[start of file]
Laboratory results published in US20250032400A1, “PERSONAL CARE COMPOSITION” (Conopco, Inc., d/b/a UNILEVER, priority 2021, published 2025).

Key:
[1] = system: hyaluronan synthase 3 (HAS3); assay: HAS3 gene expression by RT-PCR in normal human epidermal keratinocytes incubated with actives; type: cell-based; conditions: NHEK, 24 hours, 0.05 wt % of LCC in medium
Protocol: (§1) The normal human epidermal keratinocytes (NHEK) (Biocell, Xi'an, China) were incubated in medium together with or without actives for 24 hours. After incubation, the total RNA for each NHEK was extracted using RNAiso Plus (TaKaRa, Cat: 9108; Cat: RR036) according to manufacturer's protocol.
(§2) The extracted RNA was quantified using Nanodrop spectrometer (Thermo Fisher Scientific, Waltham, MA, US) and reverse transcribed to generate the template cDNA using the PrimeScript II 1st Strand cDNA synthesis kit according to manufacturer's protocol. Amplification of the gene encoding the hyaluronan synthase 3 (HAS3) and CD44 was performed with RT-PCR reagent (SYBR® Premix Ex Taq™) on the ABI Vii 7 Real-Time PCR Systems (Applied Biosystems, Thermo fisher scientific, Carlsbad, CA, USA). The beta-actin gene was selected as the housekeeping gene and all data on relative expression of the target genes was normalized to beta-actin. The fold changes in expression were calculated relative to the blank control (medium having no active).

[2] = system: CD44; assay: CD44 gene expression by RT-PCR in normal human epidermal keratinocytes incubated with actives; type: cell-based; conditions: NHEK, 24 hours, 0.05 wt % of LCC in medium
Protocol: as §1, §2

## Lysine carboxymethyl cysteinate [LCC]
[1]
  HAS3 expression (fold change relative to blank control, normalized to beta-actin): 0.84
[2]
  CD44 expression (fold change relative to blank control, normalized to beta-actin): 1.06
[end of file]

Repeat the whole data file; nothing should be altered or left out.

Laboratory results published in US20250032400A1, “PERSONAL CARE COMPOSITION” (Conopco, Inc., d/b/a UNILEVER, priority 2021, published 2025).

Key:
[1] = system: hyaluronan synthase 3 (HAS3); assay: HAS3 gene expression by RT-PCR in normal human epidermal keratinocytes incubated with actives; type: cell-based; conditions: NHEK, 24 hours, 0.05 wt % of LCC in medium
Protocol: (§1) The normal human epidermal keratinocytes (NHEK) (Biocell, Xi'an, China) were incubated in medium together with or without actives for 24 hours. After incubation, the total RNA for each NHEK was extracted using RNAiso Plus (TaKaRa, Cat: 9108; Cat: RR036) according to manufacturer's protocol.
(§2) The extracted RNA was quantified using Nanodrop spectrometer (Thermo Fisher Scientific, Waltham, MA, US) and reverse transcribed to generate the template cDNA using the PrimeScript II 1st Strand cDNA synthesis kit according to manufacturer's protocol. Amplification of the gene encoding the hyaluronan synthase 3 (HAS3) and CD44 was performed with RT-PCR reagent (SYBR® Premix Ex Taq™) on the ABI Vii 7 Real-Time PCR Systems (Applied Biosystems, Thermo fisher scientific, Carlsbad, CA, USA). The beta-actin gene was selected as the housekeeping gene and all data on relative expression of the target genes was normalized to beta-actin. The fold changes in expression were calculated relative to the blank control (medium having no active).

[2] = system: CD44; assay: CD44 gene expression by RT-PCR in normal human epidermal keratinocytes incubated with actives; type: cell-based; conditions: NHEK, 24 hours, 0.05 wt % of LCC in medium
Protocol: as §1, §2

## Lysine carboxymethyl cysteinate [LCC]
[1]
  HAS3 expression (fold change relative to blank control, normalized to beta-actin): 0.84
[2]
  CD44 expression (fold change relative to blank control, normalized to beta-actin): 1.06